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~ Elegantly Easy -- The Roasted Cornish Game Hen ~

IMG_6241Whether you are new to cooking and looking for something easy yet elegant to impress a small group of people with or a seasoned-pro looking for something easy yet elegant to impress a few quests with, you really should consider Cornish game hens.  There's more.  If you are a hungry single person in search of an easy, made-from-scratch entree, you really should consider a Cornish game hen. When I was a young chick (a new bride about 45 years ago), Cornish game hens were trendy and commonly served -- everyone, kids and adults alike, loves a succulent, personal-sized mini-chicken.  I served them frequently for years, and then, for reasons unknown to me, I kinda forgot about them.  No time like the present to correct my course.

Istockphoto-182222392-170667aThe Cornish game hen, also known as the Rock Cornish game hen, is the USDA's approved name for a particular variety of  broiler chicken. Connecticut farmers Jacques and Alphonsine Makowsky cross-bred the standard Cornish chicken with a White Plymouth Rock hen and a Malayan fighting cock in the 1950s. They were bred to mature quickly and develop a large breast and weigh no 2 pounds max uncooked (with the most common weight  about 1 1/4 pounds).

Istockphoto-606234472-612x612Despite the "game hen" in the name, the Cornish hen is not a game bird.  While the "hen" in the name implies a female bird, males and females are sold and served as Cornish hens, meaning, many aren't hens.  Once cooked, the Cornish hen is known for its tender meat which loves to absorb flavors from creative marinades or spice rubs.

The pianist and comedian, Victor Borge was an early investor and promoter of this single-serving bird, leveraging his popularity to transition the Cornish hen from an exotic item to a common household meal who's petite size and young age give it a unique flavor and succulent texture that bigger chickens simply do not have.  That said, it's as versatile as a regular-sized chicken, so, any recipe for any chicken is easily adapted to the mini-chicken (which will cook more quickly, in approximately 1 hour depending on the recipe ).  The small size also makes it easier to achieve a crispy skin with perfectly-cooked meat simultaneously with no real need for basting.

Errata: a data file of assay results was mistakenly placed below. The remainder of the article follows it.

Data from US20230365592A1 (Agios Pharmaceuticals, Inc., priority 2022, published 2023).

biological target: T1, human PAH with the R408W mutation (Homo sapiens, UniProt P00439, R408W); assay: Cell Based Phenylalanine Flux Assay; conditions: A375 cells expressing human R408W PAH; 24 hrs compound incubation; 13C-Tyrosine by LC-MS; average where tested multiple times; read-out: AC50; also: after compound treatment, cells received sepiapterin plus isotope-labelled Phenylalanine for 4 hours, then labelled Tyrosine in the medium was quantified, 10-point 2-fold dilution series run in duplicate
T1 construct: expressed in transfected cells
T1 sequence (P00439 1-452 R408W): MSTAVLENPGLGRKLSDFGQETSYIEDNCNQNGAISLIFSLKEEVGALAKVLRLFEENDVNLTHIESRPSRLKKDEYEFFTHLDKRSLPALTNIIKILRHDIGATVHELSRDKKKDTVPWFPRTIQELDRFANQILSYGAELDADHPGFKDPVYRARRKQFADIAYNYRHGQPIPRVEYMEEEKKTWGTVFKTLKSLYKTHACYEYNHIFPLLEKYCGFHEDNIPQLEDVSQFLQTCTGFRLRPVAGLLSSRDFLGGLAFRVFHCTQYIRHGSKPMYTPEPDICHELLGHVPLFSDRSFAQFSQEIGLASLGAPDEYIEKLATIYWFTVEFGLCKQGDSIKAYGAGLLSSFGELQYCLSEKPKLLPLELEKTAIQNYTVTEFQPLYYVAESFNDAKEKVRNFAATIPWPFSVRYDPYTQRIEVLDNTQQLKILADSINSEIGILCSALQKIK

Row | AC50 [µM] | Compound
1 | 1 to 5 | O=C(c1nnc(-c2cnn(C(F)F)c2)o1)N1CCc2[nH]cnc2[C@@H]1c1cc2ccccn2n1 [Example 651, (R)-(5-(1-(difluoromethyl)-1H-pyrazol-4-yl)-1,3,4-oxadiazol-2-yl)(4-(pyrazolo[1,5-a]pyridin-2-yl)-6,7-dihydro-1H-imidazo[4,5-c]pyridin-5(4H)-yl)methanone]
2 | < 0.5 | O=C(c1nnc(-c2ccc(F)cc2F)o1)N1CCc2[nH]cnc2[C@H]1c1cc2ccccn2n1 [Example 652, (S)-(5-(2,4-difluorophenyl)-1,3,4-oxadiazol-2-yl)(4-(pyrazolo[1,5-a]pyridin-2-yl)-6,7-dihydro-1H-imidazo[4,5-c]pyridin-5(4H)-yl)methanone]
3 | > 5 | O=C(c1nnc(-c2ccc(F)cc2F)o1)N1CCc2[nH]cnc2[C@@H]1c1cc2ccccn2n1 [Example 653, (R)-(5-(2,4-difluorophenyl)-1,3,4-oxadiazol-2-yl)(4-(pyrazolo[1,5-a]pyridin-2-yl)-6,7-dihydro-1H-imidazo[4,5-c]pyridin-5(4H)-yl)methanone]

IMG_6200 3Quick-&-Easy to Roast, Elegant to Eat -- Elegantly Easy:

IMG_6200 IMG_6200 IMG_6200 IMG_6200~Step 1.  Remove game hen or hens (cook as many as you want).  Place hen or hens on a rack in a shallow roasting pan that has been lined with aluminum foil.  Generous season hen or hens with a freshly-ground sea salt and peppercorn blend.  Roast on center rack of preheated 400°-425° oven until an instant-read meat thermometer, inserted into the thickert breast meat, reads 150°-155°.   Remove from oven, loosely tent with foil and allow to rest about 5-10 minutes prior to serving -- residual heat will finish-cook the chicken and allow the juices to redistribute.

Plate & serve w/your favorite selection of sides:

IMG_6250Elegantly Easy -- The Roasted Cornish Game Hen:  Recipe yields instruction to roast as many Cornish game hens as you want to.

Special Equipment List:  appropriately-sized roasting pan; aluminum foil; roasting rack; intant-read meat thermometer

6a0120a8551282970b0278800f01c5200dCook's Note: I'm no different than a lot of you when it comes to weeknight dinners.  Sometimes I put a small chicken in the oven to roast, other times I fry a few pork chops, sometimes I roast or poach a turkey tenderloin -- easy to make, minimum-fuss fare.  Stuffing goes great with all of them.  That said, on a busy week day, many times, all I  have the time or inclination to make are two easy-peasy satellite side-dishes -- a bag of our favorite steam-in-bag vegetables, and, a box of "doctored up" Stovetop-type stuffing -- and there's no shame in either one.  That's why I keep Stovetop brand stuffing in my pantry at all times -- there are other brands, I like Stovetop. Click here on the blue link to get my recipe for ~ Doctoring Up a Box of Stovetop-Type Stuffing ~.

"We are all in this food world together." ~ Melanie Preschutti

(Recipe, Commentary and Photos courtesy of Melanie's Kitchen/Copyright 2022)


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